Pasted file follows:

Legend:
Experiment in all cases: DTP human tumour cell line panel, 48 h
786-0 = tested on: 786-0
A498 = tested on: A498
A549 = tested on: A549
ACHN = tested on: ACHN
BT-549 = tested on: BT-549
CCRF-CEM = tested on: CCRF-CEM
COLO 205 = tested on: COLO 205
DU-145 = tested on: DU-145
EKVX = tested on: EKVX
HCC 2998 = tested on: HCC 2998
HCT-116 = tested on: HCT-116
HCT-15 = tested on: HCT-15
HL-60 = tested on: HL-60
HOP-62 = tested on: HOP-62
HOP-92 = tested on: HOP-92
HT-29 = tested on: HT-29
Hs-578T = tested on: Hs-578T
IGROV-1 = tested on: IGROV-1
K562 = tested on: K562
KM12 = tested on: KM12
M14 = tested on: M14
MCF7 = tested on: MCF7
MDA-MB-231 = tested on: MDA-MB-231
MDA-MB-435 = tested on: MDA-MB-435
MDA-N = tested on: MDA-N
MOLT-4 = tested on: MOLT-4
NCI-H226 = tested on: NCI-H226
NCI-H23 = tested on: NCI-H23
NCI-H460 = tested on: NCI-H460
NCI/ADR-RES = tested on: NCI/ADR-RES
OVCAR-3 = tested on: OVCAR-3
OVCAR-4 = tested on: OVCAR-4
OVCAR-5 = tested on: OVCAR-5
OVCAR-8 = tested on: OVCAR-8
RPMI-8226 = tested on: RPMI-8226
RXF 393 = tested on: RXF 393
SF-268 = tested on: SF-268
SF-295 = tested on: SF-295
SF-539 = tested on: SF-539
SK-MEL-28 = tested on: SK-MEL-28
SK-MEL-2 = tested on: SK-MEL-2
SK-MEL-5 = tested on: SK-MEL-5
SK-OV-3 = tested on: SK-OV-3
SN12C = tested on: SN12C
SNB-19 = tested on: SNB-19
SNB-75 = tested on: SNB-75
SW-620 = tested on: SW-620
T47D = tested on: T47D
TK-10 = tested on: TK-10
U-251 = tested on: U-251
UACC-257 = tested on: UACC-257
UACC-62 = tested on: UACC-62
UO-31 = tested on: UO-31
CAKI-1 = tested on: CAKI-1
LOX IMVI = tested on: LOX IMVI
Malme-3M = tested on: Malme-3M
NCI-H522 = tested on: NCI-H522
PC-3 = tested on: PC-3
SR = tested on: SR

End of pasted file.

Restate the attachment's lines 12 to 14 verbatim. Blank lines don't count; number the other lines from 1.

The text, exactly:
HCC 2998 = tested on: HCC 2998
HCT-116 = tested on: HCT-116
HCT-15 = tested on: HCT-15